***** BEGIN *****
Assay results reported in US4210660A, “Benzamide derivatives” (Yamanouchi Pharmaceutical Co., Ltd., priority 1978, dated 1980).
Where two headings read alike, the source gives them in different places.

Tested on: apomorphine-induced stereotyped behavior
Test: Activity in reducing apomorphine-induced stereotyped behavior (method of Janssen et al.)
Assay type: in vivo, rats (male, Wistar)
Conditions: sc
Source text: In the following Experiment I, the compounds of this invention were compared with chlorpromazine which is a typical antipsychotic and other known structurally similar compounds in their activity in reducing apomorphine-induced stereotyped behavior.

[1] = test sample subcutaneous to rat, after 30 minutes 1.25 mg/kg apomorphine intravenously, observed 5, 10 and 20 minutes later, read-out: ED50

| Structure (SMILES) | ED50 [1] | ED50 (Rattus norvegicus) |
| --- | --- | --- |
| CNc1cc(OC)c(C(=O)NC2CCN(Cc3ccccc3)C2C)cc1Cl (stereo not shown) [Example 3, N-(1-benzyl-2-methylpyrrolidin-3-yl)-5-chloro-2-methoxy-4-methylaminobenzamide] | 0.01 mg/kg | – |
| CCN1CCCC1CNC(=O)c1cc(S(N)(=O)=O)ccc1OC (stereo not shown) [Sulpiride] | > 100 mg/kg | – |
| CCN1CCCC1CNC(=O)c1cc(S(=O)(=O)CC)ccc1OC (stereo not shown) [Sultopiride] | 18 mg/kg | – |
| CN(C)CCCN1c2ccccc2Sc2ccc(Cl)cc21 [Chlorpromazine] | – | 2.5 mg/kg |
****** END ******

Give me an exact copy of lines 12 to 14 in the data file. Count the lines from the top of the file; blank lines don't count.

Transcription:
| CCN1CCCC1CNC(=O)c1cc(S(N)(=O)=O)ccc1OC (stereo not shown) [Sulpiride] | > 100 mg/kg | – |
| CCN1CCCC1CNC(=O)c1cc(S(=O)(=O)CC)ccc1OC (stereo not shown) [Sultopiride] | 18 mg/kg | – |
| CN(C)CCCN1c2ccccc2Sc2ccc(Cl)cc21 [Chlorpromazine] | – | 2.5 mg/kg |